In his book A Rumor of Angels Berger recounts how the twentieth century had uncovered “the sociology of knowledge,” namely that people believe what they do largely because they are socially conditioned to do so. We like to think that we think for ourselves, but it is not that simple. We think like the people we most admire and need. Everyone belongs to a community that reinforces the plausibility of some beliefs and discourages others. Berger notes that many have concluded from this fact that, because we are all locked into our historical and cultural locations, it is impossible to judge the rightness or wrongness of competing beliefs.
Berger goes on, however, to point out that absolute relativism can only exist if the relativists exempt themselves from their own razor.9 If you infer from the social conditionedness of all belief that “no belief can be held as universally true for everyone,” that itself is a comprehensive claim about everyone that is the product of social conditions—so it cannot be true, on its own terms. “Relativity relativizes itself,” says Berger, so we can’t have relativism “all the way down.”10 Our cultural biases make weighing competing truth-claims harder, yes. The social conditionedness of belief is a fact, but it cannot be used to argue that all truth is completely relative or else the very argument refutes itself. Berger concludes that we cannot avoid weighing spiritual and religious claims by hiding behind the cliché that “there’s no way to know the Truth.” We must still do the hard work of asking: which affirmations about God, human nature, and spiritual reality are true and which are false? We will have to base our life on some answer to that question.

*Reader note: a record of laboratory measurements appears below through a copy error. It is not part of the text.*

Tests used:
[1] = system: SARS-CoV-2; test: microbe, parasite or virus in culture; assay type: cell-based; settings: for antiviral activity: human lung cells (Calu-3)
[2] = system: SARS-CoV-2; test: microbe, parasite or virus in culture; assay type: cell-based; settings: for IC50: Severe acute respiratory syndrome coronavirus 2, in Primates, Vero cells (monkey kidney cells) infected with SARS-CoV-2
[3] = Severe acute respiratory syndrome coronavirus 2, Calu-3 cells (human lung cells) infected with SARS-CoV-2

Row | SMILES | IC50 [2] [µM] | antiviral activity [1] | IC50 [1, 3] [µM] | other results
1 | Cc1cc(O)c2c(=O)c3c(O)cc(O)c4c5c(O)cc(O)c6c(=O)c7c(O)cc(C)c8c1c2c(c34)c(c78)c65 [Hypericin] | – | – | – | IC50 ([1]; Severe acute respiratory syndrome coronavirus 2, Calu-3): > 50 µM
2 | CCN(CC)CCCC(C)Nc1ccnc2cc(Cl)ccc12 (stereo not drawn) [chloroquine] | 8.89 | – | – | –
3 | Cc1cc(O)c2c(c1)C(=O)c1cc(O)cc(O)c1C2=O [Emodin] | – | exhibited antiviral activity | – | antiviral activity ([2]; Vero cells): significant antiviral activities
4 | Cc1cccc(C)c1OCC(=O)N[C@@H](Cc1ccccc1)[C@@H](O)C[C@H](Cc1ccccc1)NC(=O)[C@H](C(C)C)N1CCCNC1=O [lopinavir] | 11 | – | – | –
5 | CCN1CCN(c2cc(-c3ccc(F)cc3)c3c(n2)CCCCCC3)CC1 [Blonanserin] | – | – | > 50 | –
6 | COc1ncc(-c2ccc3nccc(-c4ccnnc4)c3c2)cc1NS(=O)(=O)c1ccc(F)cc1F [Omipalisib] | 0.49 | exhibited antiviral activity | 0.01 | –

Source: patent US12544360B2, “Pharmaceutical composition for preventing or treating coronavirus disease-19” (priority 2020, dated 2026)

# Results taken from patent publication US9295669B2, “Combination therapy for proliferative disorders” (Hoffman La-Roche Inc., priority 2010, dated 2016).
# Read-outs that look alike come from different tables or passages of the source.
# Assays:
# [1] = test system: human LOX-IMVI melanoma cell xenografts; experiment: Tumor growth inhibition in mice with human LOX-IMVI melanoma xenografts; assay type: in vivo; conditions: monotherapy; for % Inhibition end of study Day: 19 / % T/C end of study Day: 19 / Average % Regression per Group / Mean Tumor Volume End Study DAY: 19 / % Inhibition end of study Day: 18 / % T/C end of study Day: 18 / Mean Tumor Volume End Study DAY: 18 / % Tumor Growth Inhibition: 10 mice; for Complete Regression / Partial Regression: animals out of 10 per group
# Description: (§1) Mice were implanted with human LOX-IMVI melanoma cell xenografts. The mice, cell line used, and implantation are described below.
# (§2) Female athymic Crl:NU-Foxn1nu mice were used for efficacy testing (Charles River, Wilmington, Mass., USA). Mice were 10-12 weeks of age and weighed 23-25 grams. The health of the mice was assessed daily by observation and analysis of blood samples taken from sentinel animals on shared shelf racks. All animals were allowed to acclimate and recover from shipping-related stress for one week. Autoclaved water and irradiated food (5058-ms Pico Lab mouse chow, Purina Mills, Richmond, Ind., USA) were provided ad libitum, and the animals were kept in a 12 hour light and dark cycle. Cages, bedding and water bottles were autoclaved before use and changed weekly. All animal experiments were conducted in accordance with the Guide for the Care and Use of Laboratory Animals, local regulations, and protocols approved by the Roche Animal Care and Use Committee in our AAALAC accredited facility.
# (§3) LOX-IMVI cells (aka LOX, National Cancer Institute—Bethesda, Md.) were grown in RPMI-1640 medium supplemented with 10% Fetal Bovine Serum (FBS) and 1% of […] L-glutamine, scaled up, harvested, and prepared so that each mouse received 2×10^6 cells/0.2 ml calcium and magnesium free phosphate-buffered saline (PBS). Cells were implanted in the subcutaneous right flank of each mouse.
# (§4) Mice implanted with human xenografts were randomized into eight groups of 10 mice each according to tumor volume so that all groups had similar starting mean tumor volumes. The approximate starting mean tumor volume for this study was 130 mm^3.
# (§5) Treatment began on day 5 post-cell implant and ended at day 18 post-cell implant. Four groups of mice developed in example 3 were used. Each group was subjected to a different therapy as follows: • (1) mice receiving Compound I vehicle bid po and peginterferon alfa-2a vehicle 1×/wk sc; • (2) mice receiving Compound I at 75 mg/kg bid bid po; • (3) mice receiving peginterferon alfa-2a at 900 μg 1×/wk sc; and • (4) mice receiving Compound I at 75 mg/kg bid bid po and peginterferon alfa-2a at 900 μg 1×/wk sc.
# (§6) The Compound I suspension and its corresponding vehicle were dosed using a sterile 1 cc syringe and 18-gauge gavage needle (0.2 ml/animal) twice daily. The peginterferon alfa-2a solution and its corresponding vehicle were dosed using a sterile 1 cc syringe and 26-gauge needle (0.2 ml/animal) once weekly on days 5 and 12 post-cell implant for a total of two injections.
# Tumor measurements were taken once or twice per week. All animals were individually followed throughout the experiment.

The Reason for God (Timothy Keller)